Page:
In practice, responds the liberal tradition, we must be understood to have consented tacitly. We give tacit consent to the laws and basic political framework of a free society by choosing to stay and live under them rather than leave and live somewhere else. In accepting the laws’ benefits, we agree to bear their burdens, including obedience to duly enacted laws that we regard as wrongheaded. To be sure, the doctrine of tacit consent is not in every way satisfactory. In the real world material and moral constraints–poverty, sickness, ignorance, prejudice, familial and cultural ties–leave many individuals with no realistic alternative but to live out their lives in the country of their origin. Their consent is not freely given but, one might say, coerced by circumstance. However, the liberal tradition resists making the state responsible for overcoming every form of coercion under which we labor. The paradigm form of coercion that it opposes is that of lawlessness or arbitrary laws. To the extent that the liberal state goes further by assuming responsibility for combating the inexhaustible variety of material and moral constraints on individual freedom–which it irresistibly does because the distinction between legal coercion and material and moral coercion is imperfect–it risks sanctioning the sorts of massive invasions of personal freedom liberalism is sworn to protect against.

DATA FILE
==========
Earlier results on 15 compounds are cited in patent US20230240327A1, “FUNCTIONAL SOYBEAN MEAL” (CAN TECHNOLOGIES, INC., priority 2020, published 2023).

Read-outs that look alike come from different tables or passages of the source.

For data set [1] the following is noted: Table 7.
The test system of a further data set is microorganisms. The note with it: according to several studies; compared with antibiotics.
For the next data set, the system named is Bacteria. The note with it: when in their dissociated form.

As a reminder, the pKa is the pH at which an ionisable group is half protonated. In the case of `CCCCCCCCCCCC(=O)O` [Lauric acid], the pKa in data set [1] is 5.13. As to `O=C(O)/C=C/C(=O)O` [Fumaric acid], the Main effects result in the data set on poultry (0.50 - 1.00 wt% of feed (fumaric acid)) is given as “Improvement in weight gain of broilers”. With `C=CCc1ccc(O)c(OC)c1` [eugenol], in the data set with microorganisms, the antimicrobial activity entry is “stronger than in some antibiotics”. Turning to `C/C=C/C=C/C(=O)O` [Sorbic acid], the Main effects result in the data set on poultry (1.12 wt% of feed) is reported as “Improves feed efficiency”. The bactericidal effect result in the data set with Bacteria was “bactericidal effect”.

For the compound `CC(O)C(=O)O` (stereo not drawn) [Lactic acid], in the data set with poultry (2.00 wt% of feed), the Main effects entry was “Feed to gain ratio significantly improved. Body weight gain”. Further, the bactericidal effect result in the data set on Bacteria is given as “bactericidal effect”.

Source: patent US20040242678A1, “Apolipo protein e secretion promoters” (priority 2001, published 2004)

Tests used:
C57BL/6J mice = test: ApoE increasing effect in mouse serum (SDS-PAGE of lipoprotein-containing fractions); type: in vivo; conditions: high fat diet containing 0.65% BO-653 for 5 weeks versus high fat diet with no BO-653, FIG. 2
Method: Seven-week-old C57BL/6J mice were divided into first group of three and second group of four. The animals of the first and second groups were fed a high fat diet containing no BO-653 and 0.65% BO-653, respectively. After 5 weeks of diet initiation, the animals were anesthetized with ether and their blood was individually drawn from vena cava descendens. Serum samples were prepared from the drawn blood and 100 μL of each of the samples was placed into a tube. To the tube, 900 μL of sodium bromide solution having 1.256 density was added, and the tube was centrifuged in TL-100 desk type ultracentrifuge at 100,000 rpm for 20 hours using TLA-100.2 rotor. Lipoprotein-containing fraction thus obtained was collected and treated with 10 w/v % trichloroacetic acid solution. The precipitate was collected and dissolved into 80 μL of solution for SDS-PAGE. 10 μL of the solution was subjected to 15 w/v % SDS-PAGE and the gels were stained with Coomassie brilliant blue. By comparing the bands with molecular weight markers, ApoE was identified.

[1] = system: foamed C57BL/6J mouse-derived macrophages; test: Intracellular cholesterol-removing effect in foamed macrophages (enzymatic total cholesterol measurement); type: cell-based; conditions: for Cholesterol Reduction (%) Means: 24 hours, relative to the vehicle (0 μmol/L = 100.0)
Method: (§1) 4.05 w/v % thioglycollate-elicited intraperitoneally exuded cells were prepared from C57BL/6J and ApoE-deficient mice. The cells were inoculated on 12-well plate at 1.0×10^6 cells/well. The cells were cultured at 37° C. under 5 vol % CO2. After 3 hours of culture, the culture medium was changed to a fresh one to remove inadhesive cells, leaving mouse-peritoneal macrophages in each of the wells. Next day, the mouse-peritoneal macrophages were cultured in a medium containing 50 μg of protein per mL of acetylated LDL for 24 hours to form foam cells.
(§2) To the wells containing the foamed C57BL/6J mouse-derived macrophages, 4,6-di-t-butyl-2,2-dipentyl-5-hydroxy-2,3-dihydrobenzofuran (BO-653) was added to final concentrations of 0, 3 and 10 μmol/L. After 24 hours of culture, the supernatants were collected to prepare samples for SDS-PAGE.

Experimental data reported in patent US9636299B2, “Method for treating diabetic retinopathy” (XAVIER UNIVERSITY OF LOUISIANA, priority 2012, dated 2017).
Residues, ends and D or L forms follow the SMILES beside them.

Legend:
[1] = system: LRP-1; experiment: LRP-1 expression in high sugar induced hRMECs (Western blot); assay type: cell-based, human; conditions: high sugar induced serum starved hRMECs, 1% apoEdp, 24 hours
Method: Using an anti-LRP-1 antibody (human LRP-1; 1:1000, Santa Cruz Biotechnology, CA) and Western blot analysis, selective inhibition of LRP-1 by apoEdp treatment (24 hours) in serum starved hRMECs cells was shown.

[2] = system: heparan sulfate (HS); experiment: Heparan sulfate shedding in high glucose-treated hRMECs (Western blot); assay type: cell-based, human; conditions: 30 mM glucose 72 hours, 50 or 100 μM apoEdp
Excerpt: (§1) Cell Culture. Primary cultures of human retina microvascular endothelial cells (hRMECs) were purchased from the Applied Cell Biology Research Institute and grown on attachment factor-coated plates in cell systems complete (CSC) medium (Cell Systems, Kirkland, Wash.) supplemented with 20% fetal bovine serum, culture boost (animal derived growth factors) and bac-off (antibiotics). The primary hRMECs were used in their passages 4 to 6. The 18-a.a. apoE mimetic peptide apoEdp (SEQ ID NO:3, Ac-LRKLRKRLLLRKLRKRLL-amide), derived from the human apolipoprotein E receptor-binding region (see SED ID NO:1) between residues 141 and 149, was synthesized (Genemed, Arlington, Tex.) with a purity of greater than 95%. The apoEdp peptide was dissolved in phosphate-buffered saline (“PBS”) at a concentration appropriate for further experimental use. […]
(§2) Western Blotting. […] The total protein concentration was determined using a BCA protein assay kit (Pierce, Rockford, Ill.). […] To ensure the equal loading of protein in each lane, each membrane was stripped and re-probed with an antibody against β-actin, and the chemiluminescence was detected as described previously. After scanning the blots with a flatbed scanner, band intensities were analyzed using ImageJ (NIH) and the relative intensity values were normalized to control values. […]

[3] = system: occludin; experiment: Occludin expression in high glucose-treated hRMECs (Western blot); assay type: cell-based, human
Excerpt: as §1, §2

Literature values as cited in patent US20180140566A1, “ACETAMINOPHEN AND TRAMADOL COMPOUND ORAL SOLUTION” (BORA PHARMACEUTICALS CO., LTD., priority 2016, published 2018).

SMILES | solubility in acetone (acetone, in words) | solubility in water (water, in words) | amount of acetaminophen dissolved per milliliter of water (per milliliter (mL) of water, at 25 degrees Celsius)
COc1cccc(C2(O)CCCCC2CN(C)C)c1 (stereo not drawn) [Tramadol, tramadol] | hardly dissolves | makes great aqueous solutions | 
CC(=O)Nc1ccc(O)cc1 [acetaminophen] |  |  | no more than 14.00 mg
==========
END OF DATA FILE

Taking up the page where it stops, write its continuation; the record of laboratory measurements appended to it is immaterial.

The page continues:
Indeed, the liberal theory of consent threatens to turn into its very opposite when consent is severed from any concrete action undertaken by those who have allegedly given it. This happens when consent is no longer seen as an open and voluntary affirmation or, more tenuously, as implicit in our actions, but as derived from our natures as free and equal beings. Such a conception disjoins consent from anything we self-consciously say or do or think. Instead it elaborates principles and practices that it would be rational for us to choose despite the fact that we never have considered those choices or may have considered them and rejected them. It then proceeds to declare some choices as in principle invalid on the grounds that no reasonable person could possibly choose them, and to announce that other rules and regulations are not only valid but should be seen as binding because no reasonable person could possibly fail to choose them. Such a step is tempting and perhaps on rare occasion appropriate, because the very idea of consent carries with it the idea of rational, self-aware choice. It is also dangerous because the idea of consent also carries with it the notion of open and voluntary affirmation. Despite its danger, proponents commonly wield the doctrine of derived consent to nullify the agreements people actually reach and to establish people’s obligation to uphold arrangements of which they have never heard or to which they strongly object.